Right-wing extremist Rep. Tony Randolph (R-35/Rapid City) seems interested in nothing but the culture war his party uses as a distraction from practical problem-solving. His three House bills this Session target porn, divorce, and abortion, and none in a helpful way.
Randolph’s abortion bill, House Bill 1251, is still an empty hoghouse husk… because, apparently, even he can’t come up with any new or original bushwah and oppression to throw at South Dakota women. We can only surmise that HB 1251 is a placeholder waiting to take up the war against women in case any of his party’s other tickets to Gilead fail and require quick revival.
Randolph fleshed out his other two bills, and when Randolph gives details, sensible legislators all run away. Randolph’s House Bill 1233, reviving the impractical concept of porngates, and House Bill 1236, recycling his desire to strip “irreconcilable differences” from the legal grounds for divorce, both went to House Judiciary yesterday and died.
HB 1233 was Randolph’s spin on a bad idea floated by his role model of Jesusy impracticality, former Rep. Isaac Latterell. In 2019, Latterell proposed porngates, mandatory nudie-pic-blocking devices attached to every Internet-accessing product sold in the state. The concpet includes requiring citizens to pay a $20 tax to deactivate the porngate on each of their devices. Randolph copied that failed proposal wholesale, lipsticking this pig with minor provisions to keep confidential the names of porndogs and libertarians asking Target and Midco to disable their porngates and requiring the Attorney General to report to the Legislature each year how much money the state was taking in on the new porngate tax.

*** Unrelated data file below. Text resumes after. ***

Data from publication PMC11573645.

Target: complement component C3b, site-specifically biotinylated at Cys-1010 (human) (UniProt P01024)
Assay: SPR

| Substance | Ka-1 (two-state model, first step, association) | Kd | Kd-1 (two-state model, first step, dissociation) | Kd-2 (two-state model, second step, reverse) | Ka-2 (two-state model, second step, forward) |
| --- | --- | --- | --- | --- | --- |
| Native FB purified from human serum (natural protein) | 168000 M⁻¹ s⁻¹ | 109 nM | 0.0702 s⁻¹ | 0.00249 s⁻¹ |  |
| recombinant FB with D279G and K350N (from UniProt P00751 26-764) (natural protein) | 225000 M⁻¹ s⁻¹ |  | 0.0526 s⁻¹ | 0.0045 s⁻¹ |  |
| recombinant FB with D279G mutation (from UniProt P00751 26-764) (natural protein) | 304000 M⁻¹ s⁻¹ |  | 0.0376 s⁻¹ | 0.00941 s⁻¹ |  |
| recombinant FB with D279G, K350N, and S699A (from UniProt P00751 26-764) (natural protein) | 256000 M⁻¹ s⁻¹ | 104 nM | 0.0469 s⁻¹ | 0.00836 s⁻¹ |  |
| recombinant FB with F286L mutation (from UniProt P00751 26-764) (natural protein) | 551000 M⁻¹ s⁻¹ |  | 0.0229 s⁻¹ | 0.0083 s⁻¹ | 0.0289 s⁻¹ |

As happened with Latterell’s version in 2019, the only people who wanted to speak in favor of Randolph’s porngates and porn tax out-of-state activists. South Dakota’s corporate lobbyists—Midco, AT&T, the Retailers, the Telecom Association—all told the committee that Randolph’s borrowed concept is unworkable. House Judiciary mostly listened to reason, killing HB 1233 on a 2–9 vote (the only 2 ayes for a new tax and restrictions on business came from Randolph’s fellow Republicans Rep. Sue Peterson and rookie Rep. Bethany Soye).
House Judiciary then turned its skeptical attention to Randolph’s other bad recycled idea of the day, House Bill 1236. Randolph tried last year to remove irreconcilable differences from our divorce statutes, because he thinks allowing “irreconcilable differences” as grounds for divorce gives “relative truth” a foothold in our statutes and causes more divorce, unstable children, drug use, and suicide, and because he thinks forcing fighting couples to stay together will strengthen the bedrock of family values. His 2020 proposal got the thumbs down from House Judiciary. The committee’s differences with HB 1236 also proved irreconcilable, as nine members wisely chose the counsel of South Dakota’s legal community over the lonely proponent testimony of Randolph’s D.C. activist. (Rep. Aaron Aylward joined Reps. Peterson and Soye in their lonely backing of this part of Randolph’s folly.)
With his two main family-values foibles now properly disposed, Rep. Randolph can kick back and enjoy the rest of the Session, casting his reliable votes-for-Jesus on bills that don’t matter to our every day health and welfare, and doing what the Governor and the GOP caucus tell him on the rest of the agenda.